In contrast, close to 72 per cent of Indonesian plantation firm Bumitama Agri Ltd’s 119,162 ha of planted area are made up of immature and young trees.

RIM should concentrate on it’s encrypted networks to boost profits

TORONTO/NEW YORK | Wed May 30, 2012 4:42pm EDT

(Reuters) – BlackBerry maker Research In Motion Ltd may be running out of options as it struggles to turn around its slumping fortunes with the help of a coterie of investment bankers.
The bankers – including leading M&A specialists from Royal Bank of Canada and J.P. Morgan – will explore options as drastic as an outright sale, one of the alternatives that RIM seems determined to avoid.
But analysts and investors doubt that anyone is ready to buy the whole company at this time, despite a price that looks tantalizingly cheap on paper. Interest in RIM looks slim to nil, two sources close to the matter said.
RIM’s market capitalization is now $5.5 billion, down from $84 billion at the company’s peak in 2008. It has $2 billion in cash, no debt and patents that experts say could be worth $2.5 billion.
“You are not going to sell RIM whole,” said Charter Equity analyst Edward Snyder, who has covered RIM since its Nasdaq initial public offering in 1999. “The biggest problem RIM faces is that it’s a very illiquid market in suitors for its phone business.”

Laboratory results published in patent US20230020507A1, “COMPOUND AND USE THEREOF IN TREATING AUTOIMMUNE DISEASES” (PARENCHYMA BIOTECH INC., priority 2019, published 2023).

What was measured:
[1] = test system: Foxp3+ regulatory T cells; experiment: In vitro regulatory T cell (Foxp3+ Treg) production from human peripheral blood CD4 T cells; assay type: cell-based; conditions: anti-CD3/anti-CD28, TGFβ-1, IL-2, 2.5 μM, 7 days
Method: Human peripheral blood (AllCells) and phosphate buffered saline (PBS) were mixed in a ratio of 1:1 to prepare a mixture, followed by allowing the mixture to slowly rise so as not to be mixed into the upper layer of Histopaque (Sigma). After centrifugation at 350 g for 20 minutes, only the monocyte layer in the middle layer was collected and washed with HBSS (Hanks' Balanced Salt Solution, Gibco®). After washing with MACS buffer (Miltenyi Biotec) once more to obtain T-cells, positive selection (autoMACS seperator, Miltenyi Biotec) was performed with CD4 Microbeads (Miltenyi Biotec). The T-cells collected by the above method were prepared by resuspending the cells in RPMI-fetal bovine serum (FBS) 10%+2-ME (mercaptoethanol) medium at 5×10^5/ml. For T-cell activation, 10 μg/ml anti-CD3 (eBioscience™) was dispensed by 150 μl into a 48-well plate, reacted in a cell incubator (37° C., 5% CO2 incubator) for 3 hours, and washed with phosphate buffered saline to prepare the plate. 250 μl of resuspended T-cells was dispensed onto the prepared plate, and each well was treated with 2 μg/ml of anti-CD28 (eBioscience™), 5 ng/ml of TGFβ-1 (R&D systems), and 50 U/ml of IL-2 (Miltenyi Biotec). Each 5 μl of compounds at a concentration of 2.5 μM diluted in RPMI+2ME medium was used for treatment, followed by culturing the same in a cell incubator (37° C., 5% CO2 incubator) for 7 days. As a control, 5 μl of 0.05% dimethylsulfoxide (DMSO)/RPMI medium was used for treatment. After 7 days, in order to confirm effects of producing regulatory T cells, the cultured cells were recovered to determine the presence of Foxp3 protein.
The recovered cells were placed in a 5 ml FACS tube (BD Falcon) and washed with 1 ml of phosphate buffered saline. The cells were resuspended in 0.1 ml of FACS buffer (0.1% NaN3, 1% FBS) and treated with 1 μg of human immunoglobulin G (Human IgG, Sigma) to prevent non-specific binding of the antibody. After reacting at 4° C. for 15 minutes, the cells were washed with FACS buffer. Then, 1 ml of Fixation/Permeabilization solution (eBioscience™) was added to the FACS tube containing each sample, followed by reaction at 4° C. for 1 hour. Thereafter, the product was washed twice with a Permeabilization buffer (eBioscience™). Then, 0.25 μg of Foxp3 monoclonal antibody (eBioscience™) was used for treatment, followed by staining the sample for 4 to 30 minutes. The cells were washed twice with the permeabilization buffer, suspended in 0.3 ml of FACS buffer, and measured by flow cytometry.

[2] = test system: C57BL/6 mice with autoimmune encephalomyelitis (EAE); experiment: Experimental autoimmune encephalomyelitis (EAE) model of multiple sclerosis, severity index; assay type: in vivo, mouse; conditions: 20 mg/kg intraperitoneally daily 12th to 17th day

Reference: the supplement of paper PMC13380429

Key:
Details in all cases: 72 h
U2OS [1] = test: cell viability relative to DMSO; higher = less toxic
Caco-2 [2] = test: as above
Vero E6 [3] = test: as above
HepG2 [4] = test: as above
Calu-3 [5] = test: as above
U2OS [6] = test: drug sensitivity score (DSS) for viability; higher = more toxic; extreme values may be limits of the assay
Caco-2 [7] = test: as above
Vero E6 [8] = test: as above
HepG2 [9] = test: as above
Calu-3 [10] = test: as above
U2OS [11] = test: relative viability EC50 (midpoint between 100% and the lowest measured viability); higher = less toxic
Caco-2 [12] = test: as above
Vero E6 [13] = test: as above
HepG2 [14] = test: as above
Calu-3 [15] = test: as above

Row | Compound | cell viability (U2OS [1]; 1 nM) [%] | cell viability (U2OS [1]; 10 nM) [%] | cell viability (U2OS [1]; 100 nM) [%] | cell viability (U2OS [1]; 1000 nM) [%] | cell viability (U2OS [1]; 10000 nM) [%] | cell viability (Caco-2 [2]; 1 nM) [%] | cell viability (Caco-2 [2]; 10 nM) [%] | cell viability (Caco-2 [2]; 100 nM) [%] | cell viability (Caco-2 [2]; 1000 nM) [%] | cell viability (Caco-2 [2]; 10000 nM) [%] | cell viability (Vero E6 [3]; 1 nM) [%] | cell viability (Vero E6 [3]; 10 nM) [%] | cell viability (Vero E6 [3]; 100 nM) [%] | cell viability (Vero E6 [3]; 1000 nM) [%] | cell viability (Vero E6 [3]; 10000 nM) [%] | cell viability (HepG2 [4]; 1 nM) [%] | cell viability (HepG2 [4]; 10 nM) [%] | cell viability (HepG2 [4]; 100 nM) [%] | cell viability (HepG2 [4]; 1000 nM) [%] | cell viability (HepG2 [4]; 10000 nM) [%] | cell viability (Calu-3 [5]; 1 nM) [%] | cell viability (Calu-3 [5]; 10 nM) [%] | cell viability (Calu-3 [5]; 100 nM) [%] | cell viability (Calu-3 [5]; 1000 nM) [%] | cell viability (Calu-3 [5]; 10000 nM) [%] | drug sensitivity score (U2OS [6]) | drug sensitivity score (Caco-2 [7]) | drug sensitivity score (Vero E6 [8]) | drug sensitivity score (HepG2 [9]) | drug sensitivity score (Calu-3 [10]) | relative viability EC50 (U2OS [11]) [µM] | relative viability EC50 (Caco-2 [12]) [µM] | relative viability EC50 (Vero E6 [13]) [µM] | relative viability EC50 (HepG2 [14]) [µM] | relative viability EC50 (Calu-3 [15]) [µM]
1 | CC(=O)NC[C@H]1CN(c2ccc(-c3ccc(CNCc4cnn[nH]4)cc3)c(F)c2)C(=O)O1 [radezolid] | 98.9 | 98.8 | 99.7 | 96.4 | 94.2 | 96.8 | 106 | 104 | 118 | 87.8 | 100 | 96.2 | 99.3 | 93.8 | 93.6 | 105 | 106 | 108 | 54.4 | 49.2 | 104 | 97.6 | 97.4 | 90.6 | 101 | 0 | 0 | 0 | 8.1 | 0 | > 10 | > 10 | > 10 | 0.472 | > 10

“There’s very few companies that could exploit RIM’s (hardware) assets to make a go of it. Those who can are already beating the pants off RIM.”
RIM virtually invented on-your-hip email with its first BlackBerry device in 1999 and enjoyed almost a decade as a market darling, with quarter after quarter of soaring sales.
But it has hemorrhaged market share in the last few years, fading almost to irrelevance in a market dominated by Apple Inc’s iPhone and devices from the likes of Samsung Electronics Co Ltd using Google Inc’s Android software.
RIM shares sank to a eight-year low of just over $10 on Wednesday after the company said the day before that it expected to report an operating loss this quarter, its first in seven years
The company also said “significant” job cuts were on the way. Two sources told Reuters last week that up to 6,000 of RIM’s 16,500 jobs could go by early next year.
Breaking up the company for a piecemeal sale is also a possibility, but an unlikely one given the complexity of such an action and management’s reluctance to contemplate such a move.